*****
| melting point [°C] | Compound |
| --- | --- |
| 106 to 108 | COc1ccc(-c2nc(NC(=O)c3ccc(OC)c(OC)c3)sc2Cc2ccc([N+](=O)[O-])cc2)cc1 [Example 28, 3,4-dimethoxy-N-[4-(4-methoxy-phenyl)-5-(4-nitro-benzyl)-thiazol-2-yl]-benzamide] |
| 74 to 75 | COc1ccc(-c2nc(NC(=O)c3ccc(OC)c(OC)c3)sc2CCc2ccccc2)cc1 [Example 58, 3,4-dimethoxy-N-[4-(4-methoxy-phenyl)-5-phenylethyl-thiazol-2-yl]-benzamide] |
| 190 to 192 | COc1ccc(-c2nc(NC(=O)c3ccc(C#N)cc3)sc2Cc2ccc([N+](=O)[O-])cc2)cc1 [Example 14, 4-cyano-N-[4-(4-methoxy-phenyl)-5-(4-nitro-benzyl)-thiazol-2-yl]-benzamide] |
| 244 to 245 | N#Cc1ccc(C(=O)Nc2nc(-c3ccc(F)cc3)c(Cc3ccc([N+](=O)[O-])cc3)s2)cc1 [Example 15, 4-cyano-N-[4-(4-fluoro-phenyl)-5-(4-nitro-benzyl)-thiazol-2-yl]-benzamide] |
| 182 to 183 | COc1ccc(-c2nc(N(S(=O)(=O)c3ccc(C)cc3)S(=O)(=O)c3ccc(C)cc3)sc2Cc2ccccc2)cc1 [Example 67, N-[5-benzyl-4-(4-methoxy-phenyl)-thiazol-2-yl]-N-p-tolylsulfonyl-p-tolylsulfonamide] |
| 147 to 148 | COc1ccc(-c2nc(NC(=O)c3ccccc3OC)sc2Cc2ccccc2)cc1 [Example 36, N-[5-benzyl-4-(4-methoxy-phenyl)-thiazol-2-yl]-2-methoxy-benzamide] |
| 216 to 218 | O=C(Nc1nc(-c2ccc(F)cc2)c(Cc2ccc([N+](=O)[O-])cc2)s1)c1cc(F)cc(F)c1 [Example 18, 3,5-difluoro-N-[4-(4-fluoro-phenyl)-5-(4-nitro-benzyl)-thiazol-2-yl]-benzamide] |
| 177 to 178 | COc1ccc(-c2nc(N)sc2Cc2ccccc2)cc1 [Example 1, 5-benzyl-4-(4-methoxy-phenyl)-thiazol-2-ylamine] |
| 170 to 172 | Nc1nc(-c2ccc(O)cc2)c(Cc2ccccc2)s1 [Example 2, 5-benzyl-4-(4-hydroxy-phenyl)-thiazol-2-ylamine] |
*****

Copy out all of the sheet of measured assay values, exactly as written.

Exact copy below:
| melting point [°C] | Compound |
| --- | --- |
| 106 to 108 | COc1ccc(-c2nc(NC(=O)c3ccc(OC)c(OC)c3)sc2Cc2ccc([N+](=O)[O-])cc2)cc1 [Example 28, 3,4-dimethoxy-N-[4-(4-methoxy-phenyl)-5-(4-nitro-benzyl)-thiazol-2-yl]-benzamide] |
| 74 to 75 | COc1ccc(-c2nc(NC(=O)c3ccc(OC)c(OC)c3)sc2CCc2ccccc2)cc1 [Example 58, 3,4-dimethoxy-N-[4-(4-methoxy-phenyl)-5-phenylethyl-thiazol-2-yl]-benzamide] |
| 190 to 192 | COc1ccc(-c2nc(NC(=O)c3ccc(C#N)cc3)sc2Cc2ccc([N+](=O)[O-])cc2)cc1 [Example 14, 4-cyano-N-[4-(4-methoxy-phenyl)-5-(4-nitro-benzyl)-thiazol-2-yl]-benzamide] |
| 244 to 245 | N#Cc1ccc(C(=O)Nc2nc(-c3ccc(F)cc3)c(Cc3ccc([N+](=O)[O-])cc3)s2)cc1 [Example 15, 4-cyano-N-[4-(4-fluoro-phenyl)-5-(4-nitro-benzyl)-thiazol-2-yl]-benzamide] |
| 182 to 183 | COc1ccc(-c2nc(N(S(=O)(=O)c3ccc(C)cc3)S(=O)(=O)c3ccc(C)cc3)sc2Cc2ccccc2)cc1 [Example 67, N-[5-benzyl-4-(4-methoxy-phenyl)-thiazol-2-yl]-N-p-tolylsulfonyl-p-tolylsulfonamide] |
| 147 to 148 | COc1ccc(-c2nc(NC(=O)c3ccccc3OC)sc2Cc2ccccc2)cc1 [Example 36, N-[5-benzyl-4-(4-methoxy-phenyl)-thiazol-2-yl]-2-methoxy-benzamide] |
| 216 to 218 | O=C(Nc1nc(-c2ccc(F)cc2)c(Cc2ccc([N+](=O)[O-])cc2)s1)c1cc(F)cc(F)c1 [Example 18, 3,5-difluoro-N-[4-(4-fluoro-phenyl)-5-(4-nitro-benzyl)-thiazol-2-yl]-benzamide] |
| 177 to 178 | COc1ccc(-c2nc(N)sc2Cc2ccccc2)cc1 [Example 1, 5-benzyl-4-(4-methoxy-phenyl)-thiazol-2-ylamine] |
| 170 to 172 | Nc1nc(-c2ccc(O)cc2)c(Cc2ccccc2)s1 [Example 2, 5-benzyl-4-(4-hydroxy-phenyl)-thiazol-2-ylamine] |